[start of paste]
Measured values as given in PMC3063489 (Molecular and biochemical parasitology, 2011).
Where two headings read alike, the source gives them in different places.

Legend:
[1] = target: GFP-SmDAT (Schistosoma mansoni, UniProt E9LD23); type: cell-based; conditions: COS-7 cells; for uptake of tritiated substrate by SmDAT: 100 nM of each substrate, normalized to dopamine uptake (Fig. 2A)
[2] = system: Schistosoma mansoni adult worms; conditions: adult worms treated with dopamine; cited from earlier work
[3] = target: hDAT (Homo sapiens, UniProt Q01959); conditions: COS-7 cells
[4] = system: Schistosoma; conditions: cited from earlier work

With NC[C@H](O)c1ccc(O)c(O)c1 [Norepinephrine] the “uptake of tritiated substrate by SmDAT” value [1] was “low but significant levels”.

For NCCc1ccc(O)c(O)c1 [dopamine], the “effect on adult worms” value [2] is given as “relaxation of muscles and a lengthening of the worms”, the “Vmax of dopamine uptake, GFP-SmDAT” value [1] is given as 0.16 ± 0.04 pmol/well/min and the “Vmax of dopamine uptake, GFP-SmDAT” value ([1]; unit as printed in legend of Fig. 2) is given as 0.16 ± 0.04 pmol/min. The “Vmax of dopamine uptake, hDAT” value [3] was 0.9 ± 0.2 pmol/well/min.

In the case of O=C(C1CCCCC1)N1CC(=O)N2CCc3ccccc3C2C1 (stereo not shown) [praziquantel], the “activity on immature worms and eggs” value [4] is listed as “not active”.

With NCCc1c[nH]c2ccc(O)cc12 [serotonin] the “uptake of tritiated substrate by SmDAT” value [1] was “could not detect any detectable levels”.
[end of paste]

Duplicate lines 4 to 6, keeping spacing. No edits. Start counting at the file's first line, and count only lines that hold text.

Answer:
[1] = target: GFP-SmDAT (Schistosoma mansoni, UniProt E9LD23); type: cell-based; conditions: COS-7 cells; for uptake of tritiated substrate by SmDAT: 100 nM of each substrate, normalized to dopamine uptake (Fig. 2A)
[2] = system: Schistosoma mansoni adult worms; conditions: adult worms treated with dopamine; cited from earlier work
[3] = target: hDAT (Homo sapiens, UniProt Q01959); conditions: COS-7 cells